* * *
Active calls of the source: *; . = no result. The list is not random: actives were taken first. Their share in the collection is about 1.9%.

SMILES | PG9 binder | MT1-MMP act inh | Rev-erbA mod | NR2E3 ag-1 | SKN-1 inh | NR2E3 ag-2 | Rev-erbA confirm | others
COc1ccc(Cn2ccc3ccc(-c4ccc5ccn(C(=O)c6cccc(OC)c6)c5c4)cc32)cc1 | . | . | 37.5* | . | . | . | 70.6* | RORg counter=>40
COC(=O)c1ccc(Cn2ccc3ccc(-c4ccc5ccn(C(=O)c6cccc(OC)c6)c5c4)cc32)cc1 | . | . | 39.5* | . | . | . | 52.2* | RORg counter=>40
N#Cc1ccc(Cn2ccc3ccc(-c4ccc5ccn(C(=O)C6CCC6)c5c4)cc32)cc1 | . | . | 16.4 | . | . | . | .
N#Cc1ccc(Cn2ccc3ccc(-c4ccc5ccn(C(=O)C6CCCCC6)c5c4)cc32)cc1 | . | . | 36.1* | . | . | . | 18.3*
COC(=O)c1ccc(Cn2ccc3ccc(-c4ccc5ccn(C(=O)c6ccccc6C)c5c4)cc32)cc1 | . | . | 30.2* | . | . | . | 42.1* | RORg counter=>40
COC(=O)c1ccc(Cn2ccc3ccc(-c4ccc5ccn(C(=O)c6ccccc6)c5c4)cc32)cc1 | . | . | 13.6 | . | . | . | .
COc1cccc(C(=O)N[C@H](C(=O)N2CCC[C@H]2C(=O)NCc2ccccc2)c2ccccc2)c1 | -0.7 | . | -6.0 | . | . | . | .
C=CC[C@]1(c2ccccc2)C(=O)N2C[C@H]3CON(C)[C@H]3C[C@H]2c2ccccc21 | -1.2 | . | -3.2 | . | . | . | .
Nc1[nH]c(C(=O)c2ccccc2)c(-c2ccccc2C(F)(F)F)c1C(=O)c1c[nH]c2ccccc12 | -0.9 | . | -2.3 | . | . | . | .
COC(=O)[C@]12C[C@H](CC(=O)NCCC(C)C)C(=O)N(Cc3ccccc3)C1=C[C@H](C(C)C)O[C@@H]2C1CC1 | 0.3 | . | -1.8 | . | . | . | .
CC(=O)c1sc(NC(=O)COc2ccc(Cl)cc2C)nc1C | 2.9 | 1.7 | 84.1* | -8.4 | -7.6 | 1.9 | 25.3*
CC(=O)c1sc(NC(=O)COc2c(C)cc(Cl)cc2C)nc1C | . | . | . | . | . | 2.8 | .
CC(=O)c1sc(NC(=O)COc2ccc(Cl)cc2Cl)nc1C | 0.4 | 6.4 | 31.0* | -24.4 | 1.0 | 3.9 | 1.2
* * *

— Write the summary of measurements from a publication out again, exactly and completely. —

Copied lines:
Active calls of the source: *; . = no result. The list is not random: actives were taken first. Their share in the collection is about 1.9%.

SMILES | PG9 binder | MT1-MMP act inh | Rev-erbA mod | NR2E3 ag-1 | SKN-1 inh | NR2E3 ag-2 | Rev-erbA confirm | others
COc1ccc(Cn2ccc3ccc(-c4ccc5ccn(C(=O)c6cccc(OC)c6)c5c4)cc32)cc1 | . | . | 37.5* | . | . | . | 70.6* | RORg counter=>40
COC(=O)c1ccc(Cn2ccc3ccc(-c4ccc5ccn(C(=O)c6cccc(OC)c6)c5c4)cc32)cc1 | . | . | 39.5* | . | . | . | 52.2* | RORg counter=>40
N#Cc1ccc(Cn2ccc3ccc(-c4ccc5ccn(C(=O)C6CCC6)c5c4)cc32)cc1 | . | . | 16.4 | . | . | . | .
N#Cc1ccc(Cn2ccc3ccc(-c4ccc5ccn(C(=O)C6CCCCC6)c5c4)cc32)cc1 | . | . | 36.1* | . | . | . | 18.3*
COC(=O)c1ccc(Cn2ccc3ccc(-c4ccc5ccn(C(=O)c6ccccc6C)c5c4)cc32)cc1 | . | . | 30.2* | . | . | . | 42.1* | RORg counter=>40
COC(=O)c1ccc(Cn2ccc3ccc(-c4ccc5ccn(C(=O)c6ccccc6)c5c4)cc32)cc1 | . | . | 13.6 | . | . | . | .
COc1cccc(C(=O)N[C@H](C(=O)N2CCC[C@H]2C(=O)NCc2ccccc2)c2ccccc2)c1 | -0.7 | . | -6.0 | . | . | . | .
C=CC[C@]1(c2ccccc2)C(=O)N2C[C@H]3CON(C)[C@H]3C[C@H]2c2ccccc21 | -1.2 | . | -3.2 | . | . | . | .
Nc1[nH]c(C(=O)c2ccccc2)c(-c2ccccc2C(F)(F)F)c1C(=O)c1c[nH]c2ccccc12 | -0.9 | . | -2.3 | . | . | . | .
COC(=O)[C@]12C[C@H](CC(=O)NCCC(C)C)C(=O)N(Cc3ccccc3)C1=C[C@H](C(C)C)O[C@@H]2C1CC1 | 0.3 | . | -1.8 | . | . | . | .
CC(=O)c1sc(NC(=O)COc2ccc(Cl)cc2C)nc1C | 2.9 | 1.7 | 84.1* | -8.4 | -7.6 | 1.9 | 25.3*
CC(=O)c1sc(NC(=O)COc2c(C)cc(Cl)cc2C)nc1C | . | . | . | . | . | 2.8 | .
CC(=O)c1sc(NC(=O)COc2ccc(Cl)cc2Cl)nc1C | 0.4 | 6.4 | 31.0* | -24.4 | 1.0 | 3.9 | 1.2